Left click on the photos to enlarge them for a good look. That dot on the distant shore is a moose. I watched it moving around for 10 or 15 minutes. Now if it would just come to the near shore...
And here's a two-fer!
Check it out for yourself, you never know what you might see on the Henry's Fork Web cam.
I will be on my way there in just 6 weeks!!
Sunday, March 15, 2009
What I thought was interesting in the segment on the area of Guangzi Province around Guilin and the famous Li River was the narrator’s statement that the Li is one of the cleanest rivers in China. Here’s what I said about it on a lazy 1980 boat ride down the Li:
The water of the Li River is famous for being clean and clear. It was certainly clear, as to its cleanliness, considering the amount of spit, candy wrappers, peanut shells, and cardboard boxes (from somewhere behind the kitchen) that our small boat alone contributed, not to mention the questionable disposal from the toilets, I’m not so sure.
And here’s what the Chinese said about it at the time in a little folder we were given:
"Like a dark green ribbon, the Li River meanders zigzag southward. Along the river, there are numerous weirdly shaped hills on the banks. An 83-km journey by boat from Kwelin down the Li River to Yangshuo is just like a scene embroidered with mountains and water on silk brocade. All along the river, there are countless breathtaking scenic spots which one can hardly find time to take in."
I went on to describe it in my own words:
This is surely an understatement. The karsts, hills, mountains, sheer cliffs, and pinnacles seem to go on endlessly in all directions. They reminded us of Zion National Park in sheerness, of Puerto Rico and St. Lucia in lushness. Near the end of the trip the banks are lined with tall, waving strands of bamboo, and the upright forms, ending in curving tips echoed perfectly the shape of karsts in the background. The sky was cloudless, burning hot blue. We sat and stared at the natural beauty but also there was a lot of human life, both along the river banks and in the water itself. We saw innumerable powered junks traveling upstream to Gwelin, loaded with produce...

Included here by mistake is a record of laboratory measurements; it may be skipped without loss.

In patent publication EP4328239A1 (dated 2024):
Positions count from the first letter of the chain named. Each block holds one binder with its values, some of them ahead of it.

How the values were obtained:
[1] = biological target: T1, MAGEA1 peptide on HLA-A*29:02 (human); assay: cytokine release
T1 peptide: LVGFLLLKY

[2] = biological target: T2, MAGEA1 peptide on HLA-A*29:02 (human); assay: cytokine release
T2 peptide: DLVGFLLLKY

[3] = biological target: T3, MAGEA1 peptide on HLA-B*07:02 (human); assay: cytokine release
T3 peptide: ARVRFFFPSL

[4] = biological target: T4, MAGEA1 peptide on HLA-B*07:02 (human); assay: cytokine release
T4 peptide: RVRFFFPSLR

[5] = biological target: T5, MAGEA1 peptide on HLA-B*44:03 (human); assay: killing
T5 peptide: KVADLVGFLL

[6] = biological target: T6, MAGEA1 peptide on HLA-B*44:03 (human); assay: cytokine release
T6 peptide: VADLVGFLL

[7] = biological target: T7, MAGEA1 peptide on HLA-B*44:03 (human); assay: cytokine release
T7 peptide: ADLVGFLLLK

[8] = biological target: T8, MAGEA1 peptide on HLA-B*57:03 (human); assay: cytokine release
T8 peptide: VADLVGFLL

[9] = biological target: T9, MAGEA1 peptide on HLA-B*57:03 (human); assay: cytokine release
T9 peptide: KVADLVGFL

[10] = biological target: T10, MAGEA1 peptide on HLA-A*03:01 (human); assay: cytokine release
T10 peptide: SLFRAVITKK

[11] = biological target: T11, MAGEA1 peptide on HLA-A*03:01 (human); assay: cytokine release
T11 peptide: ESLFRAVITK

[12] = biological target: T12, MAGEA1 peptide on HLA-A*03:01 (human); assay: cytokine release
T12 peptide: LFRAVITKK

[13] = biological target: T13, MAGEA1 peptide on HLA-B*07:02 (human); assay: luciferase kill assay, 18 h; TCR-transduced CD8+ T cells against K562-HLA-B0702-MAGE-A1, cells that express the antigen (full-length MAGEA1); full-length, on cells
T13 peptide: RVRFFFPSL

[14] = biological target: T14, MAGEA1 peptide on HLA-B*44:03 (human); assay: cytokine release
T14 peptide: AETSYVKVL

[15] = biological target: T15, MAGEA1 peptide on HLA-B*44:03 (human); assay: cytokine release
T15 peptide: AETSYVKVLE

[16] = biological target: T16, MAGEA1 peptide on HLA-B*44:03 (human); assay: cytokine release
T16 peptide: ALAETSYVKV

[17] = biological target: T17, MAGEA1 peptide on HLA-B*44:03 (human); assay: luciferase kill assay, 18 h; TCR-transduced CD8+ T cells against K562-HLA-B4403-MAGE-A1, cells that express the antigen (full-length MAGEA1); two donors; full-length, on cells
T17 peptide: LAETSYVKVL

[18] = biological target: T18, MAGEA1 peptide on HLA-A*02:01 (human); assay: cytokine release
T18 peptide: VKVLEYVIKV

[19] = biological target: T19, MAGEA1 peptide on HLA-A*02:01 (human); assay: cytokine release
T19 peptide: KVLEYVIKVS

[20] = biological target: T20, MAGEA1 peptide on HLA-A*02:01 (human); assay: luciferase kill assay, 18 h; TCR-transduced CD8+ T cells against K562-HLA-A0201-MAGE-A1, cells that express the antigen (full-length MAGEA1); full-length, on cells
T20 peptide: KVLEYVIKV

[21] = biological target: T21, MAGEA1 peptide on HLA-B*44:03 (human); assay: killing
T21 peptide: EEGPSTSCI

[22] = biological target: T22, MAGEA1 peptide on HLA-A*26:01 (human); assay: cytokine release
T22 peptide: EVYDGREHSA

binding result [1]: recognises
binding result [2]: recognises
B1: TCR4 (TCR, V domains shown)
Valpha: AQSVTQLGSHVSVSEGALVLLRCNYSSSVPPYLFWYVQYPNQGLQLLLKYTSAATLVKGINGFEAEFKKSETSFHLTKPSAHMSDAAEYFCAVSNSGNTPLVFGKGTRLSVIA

The boats passed extremely close to our own in places, as the channels which are deep enough to navigate are often very narrow, and even so we frequently heard our boat scraping rocks under our feet. On board we could observe the crews, which were probably a whole family, with young and old, men and women punting, doctoring the sputtering motors, tending boiling contents of a pot or wok on a smoky coal stove. On some boats, toddlers stared amazed as we passed. In many boats we saw dogs. Xiao Wang [one of our escorts] agreed with my suggestion, that perhaps the dog’s duty is to guard the boat, which is perhaps these peoples’ home. The alternative is that the family is planning to eat the dog. But it would be extravagant to feed a carnivore just to eat it when it could be more useful otherwise employed.
We passed some villages on the river banks where we could see women washing their laundry in the river. There was evidence of small fishing industry in these villages, as we could see the nets hanging out to dry and large weirs made of bamboo or reed on the shores. In one spot we saw the small bamboo punts with fishermen and their trained cormorants diving into the water and flying back to their masters to disgorge their catch. We saw only very few of these, and we saw no wild birds of any sort fishing. In fact, I only saw sardine-sized fish in the water, so I’m not sure how important this industry actually is beyond subsistence. All along the river we saw herds of water buffalo, often with several calves.
Can you imagine how much pollution those smoky motorized vessels with their people and dogs (and slop buckets), the water buffalo along the shores, and people washing (?) their clothes, added to the clean River Li? Note that in the photo (taken in Guilin, same 1980 visit), people are rinsing soil fertilized with dung off the roots and bulbs of their produce in the Li.
Tuesday, March 10, 2009
Had my mother not died in January of 2005 as a direct consequence of a hip and shoulder broken in a fall, she might have turned 97 today. Given that her last years were very painful ones, due mostly to severe osteoporosis and arthritis, and made more difficult by gradually diminishing hearing and other faculties, it may not be such a bad thing that her life finished when it did.
Middle age was difficult for her as well, but in other ways. Most of the years she was married to my father were unfulfilling at best, and very unpleasant at worst. But there was a period between her happy childhood in Puerto Rico, where she was raised, and the declines of old age, that I think were probably her best. The following is from my story of my own life, and reflects a recurring event of significant happiness for me as well: my regular annual Christmas trip to visit her in Puerto Rico, where she returned after divorcing my father in 1972.